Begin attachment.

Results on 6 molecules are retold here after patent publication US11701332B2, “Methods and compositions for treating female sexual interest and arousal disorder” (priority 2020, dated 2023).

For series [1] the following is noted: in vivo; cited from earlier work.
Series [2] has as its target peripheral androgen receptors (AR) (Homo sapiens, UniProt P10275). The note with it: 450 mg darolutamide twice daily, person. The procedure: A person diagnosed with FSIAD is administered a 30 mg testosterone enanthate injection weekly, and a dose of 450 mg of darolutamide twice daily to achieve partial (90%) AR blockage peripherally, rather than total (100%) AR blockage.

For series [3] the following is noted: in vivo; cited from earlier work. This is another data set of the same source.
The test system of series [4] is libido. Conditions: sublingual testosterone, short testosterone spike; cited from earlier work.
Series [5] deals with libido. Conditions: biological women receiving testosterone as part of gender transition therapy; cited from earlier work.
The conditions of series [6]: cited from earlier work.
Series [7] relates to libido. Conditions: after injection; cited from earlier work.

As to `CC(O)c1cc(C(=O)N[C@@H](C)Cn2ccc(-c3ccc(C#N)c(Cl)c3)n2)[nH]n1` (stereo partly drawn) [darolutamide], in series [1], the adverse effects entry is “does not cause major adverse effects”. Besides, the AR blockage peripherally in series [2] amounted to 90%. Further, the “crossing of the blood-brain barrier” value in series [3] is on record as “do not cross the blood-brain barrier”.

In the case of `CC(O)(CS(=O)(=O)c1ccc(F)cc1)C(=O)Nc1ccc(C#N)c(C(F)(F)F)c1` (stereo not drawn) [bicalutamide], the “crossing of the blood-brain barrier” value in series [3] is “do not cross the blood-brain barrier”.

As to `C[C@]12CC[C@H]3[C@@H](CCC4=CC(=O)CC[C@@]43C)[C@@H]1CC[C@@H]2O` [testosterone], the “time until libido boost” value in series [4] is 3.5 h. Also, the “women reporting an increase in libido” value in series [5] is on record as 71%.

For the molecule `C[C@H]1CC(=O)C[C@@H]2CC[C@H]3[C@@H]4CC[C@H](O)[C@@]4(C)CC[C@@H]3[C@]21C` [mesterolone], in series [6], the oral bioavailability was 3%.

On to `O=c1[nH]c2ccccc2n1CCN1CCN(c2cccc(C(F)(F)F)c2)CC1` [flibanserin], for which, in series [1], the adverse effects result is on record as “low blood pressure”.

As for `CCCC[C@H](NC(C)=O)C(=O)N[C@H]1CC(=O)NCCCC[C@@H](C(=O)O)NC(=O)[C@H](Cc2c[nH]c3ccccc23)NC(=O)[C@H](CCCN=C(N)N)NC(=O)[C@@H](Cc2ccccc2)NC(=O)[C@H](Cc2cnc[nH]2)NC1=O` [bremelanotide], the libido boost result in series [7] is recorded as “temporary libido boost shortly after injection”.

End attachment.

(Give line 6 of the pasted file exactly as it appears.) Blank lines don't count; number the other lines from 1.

Series [5] deals with libido. Conditions: biological women receiving testosterone as part of gender transition therapy; cited from earlier work.